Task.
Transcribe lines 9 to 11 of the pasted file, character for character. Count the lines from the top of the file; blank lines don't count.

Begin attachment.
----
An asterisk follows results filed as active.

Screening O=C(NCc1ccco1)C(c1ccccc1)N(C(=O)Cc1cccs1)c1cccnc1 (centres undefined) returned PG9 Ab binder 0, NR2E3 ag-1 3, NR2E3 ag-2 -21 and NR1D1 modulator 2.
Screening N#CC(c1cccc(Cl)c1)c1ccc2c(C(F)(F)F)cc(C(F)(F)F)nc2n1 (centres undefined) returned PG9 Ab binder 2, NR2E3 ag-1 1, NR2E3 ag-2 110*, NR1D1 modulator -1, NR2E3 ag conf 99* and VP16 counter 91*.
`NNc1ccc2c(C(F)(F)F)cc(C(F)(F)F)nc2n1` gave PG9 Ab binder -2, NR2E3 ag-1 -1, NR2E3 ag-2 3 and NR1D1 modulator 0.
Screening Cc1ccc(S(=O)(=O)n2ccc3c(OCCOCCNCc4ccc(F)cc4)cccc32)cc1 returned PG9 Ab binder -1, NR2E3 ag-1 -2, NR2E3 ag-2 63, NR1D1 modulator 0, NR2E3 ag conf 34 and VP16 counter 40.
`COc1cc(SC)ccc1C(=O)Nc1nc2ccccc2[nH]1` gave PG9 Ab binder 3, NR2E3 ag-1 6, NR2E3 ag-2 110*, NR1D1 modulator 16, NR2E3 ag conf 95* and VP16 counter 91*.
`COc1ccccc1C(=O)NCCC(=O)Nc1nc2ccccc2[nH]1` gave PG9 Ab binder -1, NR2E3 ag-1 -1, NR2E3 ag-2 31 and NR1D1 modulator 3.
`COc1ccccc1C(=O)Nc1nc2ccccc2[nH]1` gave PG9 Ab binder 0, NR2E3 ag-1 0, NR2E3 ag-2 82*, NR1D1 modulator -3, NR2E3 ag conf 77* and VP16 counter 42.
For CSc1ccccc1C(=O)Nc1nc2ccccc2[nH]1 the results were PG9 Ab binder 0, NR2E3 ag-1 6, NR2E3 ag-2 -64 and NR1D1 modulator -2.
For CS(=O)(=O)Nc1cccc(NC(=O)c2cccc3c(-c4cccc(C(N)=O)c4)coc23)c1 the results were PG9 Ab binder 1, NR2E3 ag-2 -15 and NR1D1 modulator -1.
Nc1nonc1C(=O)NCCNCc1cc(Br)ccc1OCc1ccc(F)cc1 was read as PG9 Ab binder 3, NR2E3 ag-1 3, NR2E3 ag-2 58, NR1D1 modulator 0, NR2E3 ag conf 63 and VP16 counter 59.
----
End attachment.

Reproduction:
For CSc1ccccc1C(=O)Nc1nc2ccccc2[nH]1 the results were PG9 Ab binder 0, NR2E3 ag-1 6, NR2E3 ag-2 -64 and NR1D1 modulator -2.
For CS(=O)(=O)Nc1cccc(NC(=O)c2cccc3c(-c4cccc(C(N)=O)c4)coc23)c1 the results were PG9 Ab binder 1, NR2E3 ag-2 -15 and NR1D1 modulator -1.
Nc1nonc1C(=O)NCCNCc1cc(Br)ccc1OCc1ccc(F)cc1 was read as PG9 Ab binder 3, NR2E3 ag-1 3, NR2E3 ag-2 58, NR1D1 modulator 0, NR2E3 ag conf 63 and VP16 counter 59.